Farcaster logo on purple background

Farcaster, a blockchain-based social protocol founded by two Coinbase alumni, announced on Tuesday that it closed a $150 million fundraise. Led by Paradigm, the platform also raised money from a16z crypto, Haun Ventures, USV, Variant, Standard Crypto and others, according to a blog post by founder Dan Romero.

Farcaster, the social protocol, invites developers to build other apps on top of it; the most popular app is the social network Warpcast, which is similar to Twitter. What does it mean to build a social experience on Ethereum? Farcaster is taking a hybrid approach, storing user identities onchain, while data like public posts, follows, reactions and more are stored offchain. Users have to “pay rent” to Farcaster to store their data — as of now, that’s about $7 worth of ETH for 5,000 posts. If a user doesn’t want to pay, then their older casts (that’s what they call posts) will be deleted as they make new casts.

“Actions are performed onchain only when security and consistency are critical. Use of onchain actions is kept at a minimum to reduce costs and improve performance,” Farcaster’s website says. Storing user identities onchain offers another way to verify that people are who they say they are, since their profile will be connected to the other activities they do with that wallet. Of course, it’s possible for the same person to create multiple wallets, so this isn’t foolproof — but if someone’s wallet is relatively blank, then any sketchy behavior will be met with more skepticism.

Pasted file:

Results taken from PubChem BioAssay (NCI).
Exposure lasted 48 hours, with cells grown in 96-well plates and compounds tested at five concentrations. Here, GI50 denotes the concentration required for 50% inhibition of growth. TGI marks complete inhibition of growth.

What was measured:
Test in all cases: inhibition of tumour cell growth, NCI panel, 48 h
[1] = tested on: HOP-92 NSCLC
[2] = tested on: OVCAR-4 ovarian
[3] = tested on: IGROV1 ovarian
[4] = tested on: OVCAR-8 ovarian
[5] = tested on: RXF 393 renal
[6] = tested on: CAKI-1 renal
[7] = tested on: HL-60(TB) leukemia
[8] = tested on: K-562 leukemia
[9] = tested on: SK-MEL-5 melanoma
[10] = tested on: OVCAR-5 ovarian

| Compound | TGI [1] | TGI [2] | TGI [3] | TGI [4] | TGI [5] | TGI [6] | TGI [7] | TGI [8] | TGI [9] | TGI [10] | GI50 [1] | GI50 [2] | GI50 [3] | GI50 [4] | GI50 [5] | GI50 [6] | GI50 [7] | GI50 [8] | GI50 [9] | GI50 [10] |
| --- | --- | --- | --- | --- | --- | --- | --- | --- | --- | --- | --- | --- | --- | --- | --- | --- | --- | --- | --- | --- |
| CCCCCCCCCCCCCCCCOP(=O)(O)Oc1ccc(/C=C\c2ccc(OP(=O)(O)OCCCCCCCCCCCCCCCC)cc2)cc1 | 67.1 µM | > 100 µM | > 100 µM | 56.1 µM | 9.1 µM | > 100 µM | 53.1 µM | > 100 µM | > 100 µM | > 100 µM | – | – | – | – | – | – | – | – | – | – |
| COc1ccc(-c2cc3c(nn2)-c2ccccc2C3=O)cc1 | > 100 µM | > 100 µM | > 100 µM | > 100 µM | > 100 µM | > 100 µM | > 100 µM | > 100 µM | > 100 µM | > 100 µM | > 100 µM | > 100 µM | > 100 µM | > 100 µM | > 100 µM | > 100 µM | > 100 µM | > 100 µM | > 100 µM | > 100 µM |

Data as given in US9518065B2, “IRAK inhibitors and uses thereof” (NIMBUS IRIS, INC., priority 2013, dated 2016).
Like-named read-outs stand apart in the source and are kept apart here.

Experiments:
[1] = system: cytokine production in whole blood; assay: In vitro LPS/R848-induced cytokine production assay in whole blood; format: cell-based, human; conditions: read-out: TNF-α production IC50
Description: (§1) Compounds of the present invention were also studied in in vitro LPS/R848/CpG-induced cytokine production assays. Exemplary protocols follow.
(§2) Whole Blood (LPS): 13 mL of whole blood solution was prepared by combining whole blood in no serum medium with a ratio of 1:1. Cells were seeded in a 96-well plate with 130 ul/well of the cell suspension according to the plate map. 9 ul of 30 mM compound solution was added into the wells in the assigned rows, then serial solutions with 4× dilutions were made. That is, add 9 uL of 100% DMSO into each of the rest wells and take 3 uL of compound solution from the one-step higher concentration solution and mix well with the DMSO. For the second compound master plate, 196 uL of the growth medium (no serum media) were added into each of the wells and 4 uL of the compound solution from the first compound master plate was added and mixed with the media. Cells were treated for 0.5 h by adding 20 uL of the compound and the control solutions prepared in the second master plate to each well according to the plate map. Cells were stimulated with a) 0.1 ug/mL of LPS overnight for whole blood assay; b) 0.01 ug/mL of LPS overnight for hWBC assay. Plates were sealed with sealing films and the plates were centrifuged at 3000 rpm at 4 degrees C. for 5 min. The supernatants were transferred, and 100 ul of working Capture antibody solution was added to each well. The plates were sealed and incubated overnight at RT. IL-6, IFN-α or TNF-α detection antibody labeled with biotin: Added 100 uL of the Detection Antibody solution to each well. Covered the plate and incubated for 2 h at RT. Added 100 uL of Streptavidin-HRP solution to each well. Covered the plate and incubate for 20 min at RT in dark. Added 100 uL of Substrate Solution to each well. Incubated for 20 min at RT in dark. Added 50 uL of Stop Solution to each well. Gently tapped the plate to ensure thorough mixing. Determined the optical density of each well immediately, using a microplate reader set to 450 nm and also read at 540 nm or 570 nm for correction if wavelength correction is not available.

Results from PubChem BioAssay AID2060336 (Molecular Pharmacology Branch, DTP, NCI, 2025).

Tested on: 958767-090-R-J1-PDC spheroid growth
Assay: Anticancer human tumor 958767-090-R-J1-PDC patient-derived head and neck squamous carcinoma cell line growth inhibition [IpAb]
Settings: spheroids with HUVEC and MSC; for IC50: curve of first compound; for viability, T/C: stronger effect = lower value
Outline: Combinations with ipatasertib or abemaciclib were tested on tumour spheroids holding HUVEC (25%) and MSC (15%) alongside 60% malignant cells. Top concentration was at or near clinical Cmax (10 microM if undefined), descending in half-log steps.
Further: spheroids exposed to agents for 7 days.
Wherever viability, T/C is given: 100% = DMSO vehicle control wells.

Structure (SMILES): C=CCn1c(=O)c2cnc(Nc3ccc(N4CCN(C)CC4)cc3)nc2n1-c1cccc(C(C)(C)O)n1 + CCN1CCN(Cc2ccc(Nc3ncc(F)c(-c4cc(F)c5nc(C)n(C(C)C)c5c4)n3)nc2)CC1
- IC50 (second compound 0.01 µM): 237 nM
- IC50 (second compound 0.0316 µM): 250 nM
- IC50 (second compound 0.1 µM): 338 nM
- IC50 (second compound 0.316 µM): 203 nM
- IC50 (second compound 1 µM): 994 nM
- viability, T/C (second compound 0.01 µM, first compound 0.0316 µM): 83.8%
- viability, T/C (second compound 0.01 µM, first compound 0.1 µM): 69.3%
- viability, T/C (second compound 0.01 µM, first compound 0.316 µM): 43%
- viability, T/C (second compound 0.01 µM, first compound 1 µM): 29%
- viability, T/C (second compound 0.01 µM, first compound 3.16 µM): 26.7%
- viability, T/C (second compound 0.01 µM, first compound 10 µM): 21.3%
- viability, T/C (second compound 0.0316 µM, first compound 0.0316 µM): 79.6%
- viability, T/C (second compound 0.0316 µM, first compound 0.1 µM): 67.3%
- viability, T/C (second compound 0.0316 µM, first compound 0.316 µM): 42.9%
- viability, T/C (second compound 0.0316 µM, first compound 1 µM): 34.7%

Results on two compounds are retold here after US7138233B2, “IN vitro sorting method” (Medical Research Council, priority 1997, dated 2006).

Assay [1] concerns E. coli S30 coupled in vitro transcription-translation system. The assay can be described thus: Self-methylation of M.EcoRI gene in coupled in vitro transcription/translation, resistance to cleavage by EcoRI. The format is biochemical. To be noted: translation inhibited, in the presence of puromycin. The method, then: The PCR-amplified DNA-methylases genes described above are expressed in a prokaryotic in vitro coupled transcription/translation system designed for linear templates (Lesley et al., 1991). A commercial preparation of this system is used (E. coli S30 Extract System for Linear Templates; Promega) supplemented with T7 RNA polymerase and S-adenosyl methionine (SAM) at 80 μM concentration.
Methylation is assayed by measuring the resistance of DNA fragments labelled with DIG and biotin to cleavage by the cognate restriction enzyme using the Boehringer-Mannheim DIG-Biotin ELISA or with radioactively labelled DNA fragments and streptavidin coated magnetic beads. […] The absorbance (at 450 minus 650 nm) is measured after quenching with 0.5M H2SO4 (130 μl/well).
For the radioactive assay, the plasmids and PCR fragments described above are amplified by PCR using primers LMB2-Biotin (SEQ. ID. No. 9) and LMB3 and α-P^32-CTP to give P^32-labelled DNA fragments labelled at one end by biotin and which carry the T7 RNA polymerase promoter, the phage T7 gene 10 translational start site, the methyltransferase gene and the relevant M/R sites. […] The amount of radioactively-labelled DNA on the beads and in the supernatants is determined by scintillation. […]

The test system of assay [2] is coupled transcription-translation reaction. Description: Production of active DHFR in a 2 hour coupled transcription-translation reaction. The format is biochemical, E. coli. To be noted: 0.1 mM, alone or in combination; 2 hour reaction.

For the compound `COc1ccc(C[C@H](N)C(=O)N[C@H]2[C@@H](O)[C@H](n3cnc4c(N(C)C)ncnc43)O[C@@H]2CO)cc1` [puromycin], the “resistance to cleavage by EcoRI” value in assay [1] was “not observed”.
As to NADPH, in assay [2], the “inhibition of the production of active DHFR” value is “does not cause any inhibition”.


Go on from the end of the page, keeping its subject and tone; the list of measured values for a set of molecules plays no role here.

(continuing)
On the social front, one key feature for Farcaster is its individual channels for specific topics. So, if you want to liveblog the NBA finals, you can do that in a specific channel with other basketball fans, rather than clogging up your other followers’ feeds (X also supports a Communities feature, which it’s been pushing more heavily to users recently).

The Frames feature allows developers to share the apps they’ve built atop Farcaster as individual posts on Warpcast — one user, Jordan Messina, created a Frame where users can collaboratively play Pokémon.

Like many crypto products, there’s some friction to sign up, since you need to have a digital wallet. But Farcaster isn’t necessarily catering to the average consumer — for its audience, which mostly consists of crypto fanatics, paying a nominal fee in Ethereum to use a service is as second nature as paying sales tax on a coffee.

This complicated architecture and reliance on crypto could be off-putting to a lot of users. Per Warpcast’s own data, the platform is currently at its peak of about 80,000 daily active users (DAUs) and 350,000 signups. That’s no small feat, but for comparison, the decentralized platforms Bluesky and Mastodon have about 5.6 million and 8.6 million signups respectively.

A fundraise of $150 million is a huge raise for any startup, let alone in the crypto and social media spaces. According to The Block, venture funding for crypto companies declined 68% year-over-year in 2023. But notably, Farcaster’s funding comes from firms that specialize in the crypto space, meaning that they may be less squeamish about the volatile nature of the crypto world.

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